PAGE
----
I slide my passport into the glove compartment with my wallet. No sense taking a chance of losing them.

This time when we head into Beso de la Muerte, the street is deserted. I get the gut-churning feeling that we may be too late, that something bad has already happened. Max slips his gun into his hand and we approach the bar’s swinging doors, noiselessly, both of us on alert.

I touch Max’s arm and he stops. I lift my face, sniffing for a scent of human, listening for a heartbeat, probing to pick up the stray thought of a vamp or shape-shifter inside.

Nothing. A shake of my head and Max and I push open the doors.

The bar is empty. The quiet presses in, an unnatural quiet. The tables are still littered with bottles and glasses, some half full.

Culebra sent everyone away.

The gut churning gets more intense. I’d found the bar abandoned like this once before. It was not a good omen then. Odds are, it’s not a good omen now.

CHAPTER 15

M
AX PICKS UP A BEER BOTTLE FROM ONE OF THE tables, swirls the contents. “Still cold.”

“Let’s try the cave.”

We get into the car and drive around to the mouth of the cave. I know before we get out, though, what we’ll find. When I call out for the doctor, I get an empty echo in reply. We make a cursory sweep, but just like the bar, the cave has been abandoned.

A light is on in one of the living areas, a cup of coffee, still hot, sits on a table in another.

“Can you pick up a trail?” Max asks me. “You know Culebra’s scent. Is there anything you can follow?”

Only the obvious. I lead Max out to a space near the back door of the bar. Where the scent ends. I point to tire tracks. “They took his truck.”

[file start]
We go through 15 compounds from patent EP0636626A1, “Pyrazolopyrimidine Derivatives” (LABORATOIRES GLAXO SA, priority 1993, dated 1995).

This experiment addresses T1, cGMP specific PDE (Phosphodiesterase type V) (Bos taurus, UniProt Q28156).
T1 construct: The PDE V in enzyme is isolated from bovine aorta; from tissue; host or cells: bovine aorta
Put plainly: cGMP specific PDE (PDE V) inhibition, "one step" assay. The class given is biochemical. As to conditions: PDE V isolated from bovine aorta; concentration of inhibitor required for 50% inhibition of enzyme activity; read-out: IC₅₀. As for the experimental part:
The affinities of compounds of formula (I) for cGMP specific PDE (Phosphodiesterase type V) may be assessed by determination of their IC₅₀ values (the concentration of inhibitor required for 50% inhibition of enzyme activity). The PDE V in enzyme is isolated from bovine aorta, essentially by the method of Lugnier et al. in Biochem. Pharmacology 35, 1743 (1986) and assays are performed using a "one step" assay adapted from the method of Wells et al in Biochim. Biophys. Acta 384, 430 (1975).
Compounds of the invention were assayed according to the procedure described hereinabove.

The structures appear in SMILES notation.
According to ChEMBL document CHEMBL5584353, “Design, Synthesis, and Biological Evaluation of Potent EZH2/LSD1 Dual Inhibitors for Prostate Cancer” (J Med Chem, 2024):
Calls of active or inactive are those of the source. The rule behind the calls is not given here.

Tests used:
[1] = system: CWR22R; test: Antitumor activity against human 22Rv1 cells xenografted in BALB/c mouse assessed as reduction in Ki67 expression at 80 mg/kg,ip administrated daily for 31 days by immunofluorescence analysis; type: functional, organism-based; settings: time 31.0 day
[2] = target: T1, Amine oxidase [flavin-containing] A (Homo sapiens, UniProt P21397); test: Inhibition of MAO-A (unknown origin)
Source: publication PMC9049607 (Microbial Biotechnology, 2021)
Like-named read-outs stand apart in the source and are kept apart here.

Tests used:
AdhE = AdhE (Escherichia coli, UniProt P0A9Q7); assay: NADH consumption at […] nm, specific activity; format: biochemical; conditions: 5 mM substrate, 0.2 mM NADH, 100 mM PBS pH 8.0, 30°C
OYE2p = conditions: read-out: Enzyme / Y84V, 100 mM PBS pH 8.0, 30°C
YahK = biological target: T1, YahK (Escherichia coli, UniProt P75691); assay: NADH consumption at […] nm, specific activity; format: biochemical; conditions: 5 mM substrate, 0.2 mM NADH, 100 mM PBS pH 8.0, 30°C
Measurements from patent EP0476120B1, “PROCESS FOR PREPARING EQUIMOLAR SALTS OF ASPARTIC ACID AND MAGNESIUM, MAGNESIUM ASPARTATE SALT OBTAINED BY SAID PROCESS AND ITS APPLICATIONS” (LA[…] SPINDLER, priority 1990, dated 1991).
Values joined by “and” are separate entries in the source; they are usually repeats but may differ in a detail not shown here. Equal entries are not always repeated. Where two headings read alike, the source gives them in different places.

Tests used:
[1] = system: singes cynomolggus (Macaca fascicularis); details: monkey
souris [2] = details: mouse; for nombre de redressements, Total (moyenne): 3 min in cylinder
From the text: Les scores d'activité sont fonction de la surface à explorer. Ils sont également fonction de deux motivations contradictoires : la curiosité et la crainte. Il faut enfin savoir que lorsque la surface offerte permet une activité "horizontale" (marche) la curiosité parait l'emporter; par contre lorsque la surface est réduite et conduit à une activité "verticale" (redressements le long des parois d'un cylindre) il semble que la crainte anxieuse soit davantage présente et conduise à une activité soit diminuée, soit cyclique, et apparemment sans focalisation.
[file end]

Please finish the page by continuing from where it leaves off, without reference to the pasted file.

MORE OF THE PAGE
“That’s a start,” Max says. “You can track a truck, can’t you?”

“I can’t. Vampire can. You’ll never be able to keep up.”

He frowns in irritation. “So, what are you telling me? You’re going off on your own?”

“I have to. Listen, stay here. I’ll call you when I figure out what direction they’re going. You can follow and we’ll connect up as soon as we can. They don’t have much of a head start. It shouldn’t take long.”

Max has enough knowledge of vampires to know it’s the only logical course of action. Doesn’t mean he likes it. His frown intensifies. “You will call me.”

“Yes. I will—”

As if channeling the telephone, mine rings. When I see who is calling, and realize that I’ve been gone much longer than the couple of hours I intended to be, I grit my teeth and open the call.

“Stephen. God, I am so sorry.”

“Where are you?”

He doesn’t sound angry, just puzzled. And he doesn’t wait for me to respond. “I got back early. I’ve been waiting at the cottage since two. It’s almost five. Are you on your way home? Susan wants us to come for dinner tonight.”

Inwardly, I groan. “I can’t. Something came up. You go. Give Susan my love.”

“Are you sure? Are you on a job?”

“Yes.” Sort of. “I don’t know when I’ll be home. Why don’t I meet you at your place when I’m done?”

“Will it be late?”

Most likely. “It may be.”

He makes a clucking noise in the receiver. “I’m only home one night and you run out on me. Good thing I’m an understanding kind of guy. Say hello to David and Tracey for me. And Anna?”

“Yes?”

“Be careful.”

He ends the call.

At least I didn’t have to explain that I’m not with David and Tracey. He doesn’t know Max or
about
Max. Wonder if he’d be so understanding if he knew I was with an old boyfriend? Or that I was on my way to track another old friend into Mexican drug territory?

God. There was no aggravation in his voice, no sarcasm. He trusts me completely. I get the sinking feeling that maybe he shouldn’t.